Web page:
Email phishing: Far and away the most common method, email phishing uses email to deliver the phishing bait. These emails will often contain links leading to malicious websites, or attachments containing malware. We'll show you later in this piece what a phishing email might look like, so you’ll know which emails to avoid.
Website phishing: Phishing websites, also known as spoofed sites, are fake copies of real websites that you know and trust. Hackers make these spoofed sites in order to fool you into entering your login credentials, which they can then use to log into your actual accounts. Pop-ups are also a common source of website phishing.
Vishing: Short for “voice phishing,” vishing is the audio version of internet phishing. The attacker will attempt to convince victims over the phone to disclose personal information that can later be used for identity theft. Many robocalls are vishing attempts.
Smishing: Smishing is phishing via SMS. You’ll receive a text message asking you to click a link or download an app. But when you do, you’ll be tricked into downloading malware onto your phone, which can hijack your personal info and send it to the attacker.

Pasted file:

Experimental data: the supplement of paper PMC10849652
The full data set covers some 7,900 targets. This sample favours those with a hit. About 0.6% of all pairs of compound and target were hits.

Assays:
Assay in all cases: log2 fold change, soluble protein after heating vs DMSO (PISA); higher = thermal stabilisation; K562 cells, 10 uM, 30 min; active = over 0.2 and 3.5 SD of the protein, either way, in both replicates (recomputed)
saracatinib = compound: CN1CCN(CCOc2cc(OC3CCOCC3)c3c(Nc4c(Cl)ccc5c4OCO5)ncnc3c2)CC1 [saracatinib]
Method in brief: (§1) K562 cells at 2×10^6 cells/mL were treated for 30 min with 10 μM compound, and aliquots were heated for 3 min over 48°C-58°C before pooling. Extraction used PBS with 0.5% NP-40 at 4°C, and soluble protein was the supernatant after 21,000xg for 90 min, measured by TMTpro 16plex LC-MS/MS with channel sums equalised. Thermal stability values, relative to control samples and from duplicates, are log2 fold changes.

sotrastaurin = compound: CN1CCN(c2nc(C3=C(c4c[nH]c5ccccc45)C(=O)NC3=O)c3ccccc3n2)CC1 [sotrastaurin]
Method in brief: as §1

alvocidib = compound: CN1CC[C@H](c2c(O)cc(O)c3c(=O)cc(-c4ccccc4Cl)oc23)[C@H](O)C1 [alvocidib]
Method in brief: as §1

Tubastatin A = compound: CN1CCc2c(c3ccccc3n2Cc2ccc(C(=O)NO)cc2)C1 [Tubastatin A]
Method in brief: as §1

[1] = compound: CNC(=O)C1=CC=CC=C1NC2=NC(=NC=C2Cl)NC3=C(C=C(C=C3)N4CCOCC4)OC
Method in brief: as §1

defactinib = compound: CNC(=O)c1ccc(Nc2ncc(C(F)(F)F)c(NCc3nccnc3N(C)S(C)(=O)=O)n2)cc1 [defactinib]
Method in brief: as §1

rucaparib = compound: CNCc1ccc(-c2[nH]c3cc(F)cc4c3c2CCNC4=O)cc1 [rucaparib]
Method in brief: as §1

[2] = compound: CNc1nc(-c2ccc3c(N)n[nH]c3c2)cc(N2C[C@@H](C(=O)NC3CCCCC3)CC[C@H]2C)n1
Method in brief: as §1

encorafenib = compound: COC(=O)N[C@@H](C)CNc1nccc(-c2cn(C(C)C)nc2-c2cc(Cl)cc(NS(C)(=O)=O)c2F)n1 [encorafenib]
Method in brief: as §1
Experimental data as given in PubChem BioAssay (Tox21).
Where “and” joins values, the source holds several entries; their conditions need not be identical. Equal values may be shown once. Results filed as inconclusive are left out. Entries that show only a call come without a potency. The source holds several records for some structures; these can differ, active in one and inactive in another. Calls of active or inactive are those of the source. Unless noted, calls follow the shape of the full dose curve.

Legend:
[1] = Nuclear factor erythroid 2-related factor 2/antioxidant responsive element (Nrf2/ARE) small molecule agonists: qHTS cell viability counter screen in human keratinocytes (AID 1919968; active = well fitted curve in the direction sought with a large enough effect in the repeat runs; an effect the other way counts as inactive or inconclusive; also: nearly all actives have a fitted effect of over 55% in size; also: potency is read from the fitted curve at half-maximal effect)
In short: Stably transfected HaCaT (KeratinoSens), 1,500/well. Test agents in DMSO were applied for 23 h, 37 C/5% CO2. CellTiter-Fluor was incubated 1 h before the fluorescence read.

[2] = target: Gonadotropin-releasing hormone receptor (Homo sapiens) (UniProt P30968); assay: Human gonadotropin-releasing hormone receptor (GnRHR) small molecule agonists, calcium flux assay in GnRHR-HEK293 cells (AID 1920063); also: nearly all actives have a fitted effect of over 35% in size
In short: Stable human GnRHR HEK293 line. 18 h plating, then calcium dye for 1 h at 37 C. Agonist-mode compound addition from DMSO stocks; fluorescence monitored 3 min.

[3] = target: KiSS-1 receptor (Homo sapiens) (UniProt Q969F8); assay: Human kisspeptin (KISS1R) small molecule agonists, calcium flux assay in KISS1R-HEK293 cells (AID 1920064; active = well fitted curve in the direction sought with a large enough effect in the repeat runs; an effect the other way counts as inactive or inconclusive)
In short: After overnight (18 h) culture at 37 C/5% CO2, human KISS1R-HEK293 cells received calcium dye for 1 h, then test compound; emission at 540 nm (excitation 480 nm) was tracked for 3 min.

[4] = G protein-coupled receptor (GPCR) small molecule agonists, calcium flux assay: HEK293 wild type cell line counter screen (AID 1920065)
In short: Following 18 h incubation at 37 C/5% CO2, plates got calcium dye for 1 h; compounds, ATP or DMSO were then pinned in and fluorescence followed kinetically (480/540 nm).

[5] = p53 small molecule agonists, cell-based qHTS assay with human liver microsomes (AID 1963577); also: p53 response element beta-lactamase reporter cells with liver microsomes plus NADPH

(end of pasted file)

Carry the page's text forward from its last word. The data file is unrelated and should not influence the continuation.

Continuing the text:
Social media phishing: Some attackers can hack social media accounts and force people to send malicious links to their friends. Others create fake profiles and phish others using these personas — often as part of a romance scam.
Through the primary phishing vectors listed above, hackers can conduct a wide range of attacks ranging from technical wizardry to good, old-fashioned con jobs. Don’t let any of these happen to you:
Deceptive phishing: Wait a second — haven’t we been saying the whole time that all phishing is deceptive? Well, yes. Phishing is all about fooling you. But “deceptive phishing” as a term specifically refers to when hackers masquerade as legitimate companies or individuals in order to gain your trust.
Spear phishing: Large-scale phishing campaigns are like industrial fishing boats trawling the ocean with massive nets, trying to ensnare anyone and everyone. In contrast, spear phishing is when phishers personalize their attacks to target specific individuals. Professional social networks like LinkedIn have popularized spear phishing for corporate cybercrime, as hackers can easily find all your employment info in one place.
Whaling: Completing the set of nautical metaphors is whaling, which is a phishing attack that targets a certain high-value individual. It’s the same as spear phishing, but with much more ambitious targets. Even C-suite execs aren’t immune to whaling attacks.
CEO fraud: Phishers will impersonate a company’s CEO or other high-ranking executive to extract either payment or insider info from employees. CEO fraud campaigns are frequent follow-ups to whaling attacks, since the attacker has already obtained the CEO’s login credentials.
Pharming: Pharming attacks — phishing and farming — use technological tricks that replace the need to fool you with bait. For example, DNS cache poisoning is a pharming technique that can automatically redirect you away from a legitimate website and instead to the attacker’s spoofed version. If you’re not paying attention, you won’t notice the scam until it’s too late.